Once in maintenance mode, the end user can program or set the desired actual running speed 31 independent of the CPU 22 assigned speed 29. The actual running speed 31 together with any other settings are saved in the BIOS 28. Those of skill in the art will appreciate that setting or programming a running speed 31 higher than the assigned speed 29 is not a guarantee that the computer 16 will actually function at the higher running speed 31. The end user takes the computer 16 out of maintenance by turning off the computer 16 and removing the previously added jumper (not shown). When power is reapplied, the computer 16 will run at the running speed 31 saved in BIOS 28.
At block 40, the test compares the assigned speed 29 to the running speed 31. If the running speed 31 is less than or equal to the assigned speed 29, the CPU 22 is not overclocked (block 42) and the computer 16 continues with its normal boot up (block 48). If the CPU 22 is not overclocked, the test operates invisible to the end user. That is, the end user does not know that the test was performed as part of the boot up process.
If, on the other hand, the running speed 31 is greater than the assigned speed 29 (block 42), the CPU 22 is overclocked and the test displays a caution message or splash screen 14 on the monitor 12 (block 44 on FIG. 3 and FIG. 1). The caution message 14 can, for example, read “This system is running at a greater speed than recommended under warranty.” At block 46, the test queries the end user whether it wants to continue the boot up process in spite of having an overclocked CPU 22. If so, then the computer 16 continues to boot up at block 48.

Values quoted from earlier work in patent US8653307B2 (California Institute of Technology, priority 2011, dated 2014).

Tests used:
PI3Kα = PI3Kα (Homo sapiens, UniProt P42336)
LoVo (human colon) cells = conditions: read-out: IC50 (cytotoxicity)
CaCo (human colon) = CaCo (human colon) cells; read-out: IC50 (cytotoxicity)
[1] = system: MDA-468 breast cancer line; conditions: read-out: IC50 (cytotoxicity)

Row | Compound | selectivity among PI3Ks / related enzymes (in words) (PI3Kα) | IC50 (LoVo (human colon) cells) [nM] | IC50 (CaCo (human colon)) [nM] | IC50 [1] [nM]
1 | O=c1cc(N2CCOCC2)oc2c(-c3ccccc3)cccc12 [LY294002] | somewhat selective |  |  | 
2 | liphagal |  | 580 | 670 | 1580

Conversely, if the end user does not want to continue, the test exits the normal boot up process (block 50) and instructs the end user to power down the computer 16 (block 52).
Thereafter, the test instructs the end user to change the running speed 31 (block 54) of the CPU 22 as described above. After the end user adjusts the running speed 31, the test loops back to block 34 where the user powers on the computer 16 and the test ensures that the CPU 22 is not being overclocked,
Having illustrated and described the principles of my invention in a preferred embodiment thereof, it should be readily apparent to those skilled in the art that the invention can be modified in arrangement and detail without departing from such principles. I claim all modifications coming within the spirit and scope of the accompanying claims.
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|US7222254 *||Sep 15, 2003||May 22, 2007||Intel Corporation||System and method for over-clocking detection of a processor utilizing a feedback clock rate setting|
|US7382366 *||Oct 21, 2003||Jun 3, 2008||Nvidia Corporation||Method, apparatus, system, and graphical user interface for selecting overclocking parameters of a graphics system|
|US8578388||Oct 25, 2010||Nov 5, 2013||International Business Machines Corporation||Optimizing the performance of hybrid CPU systems based upon the thread type of applications to be run on the CPUs|
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|U.S. Classification||713/503, 713/501, 714/E11.149, 713/500, 713/502|
|International Classification||G06F11/27, G06F11/22|
|Aug 21, 2000||AS||Assignment|
Owner name: INTEL CORPORATION, CALIFORNIA
Free format text: ASSIGNMENT OF ASSIGNORS INTEREST;ASSIGNORS:POLLOCK, STEVEN L.;HONMA, TED T.;REEL/FRAME:011050/0396
Effective date: 20000601
|Aug 6, 2007||FPAY||Fee payment|
Year of fee payment: 4
|Aug 3, 2011||FPAY||Fee payment|
Year of fee payment: 8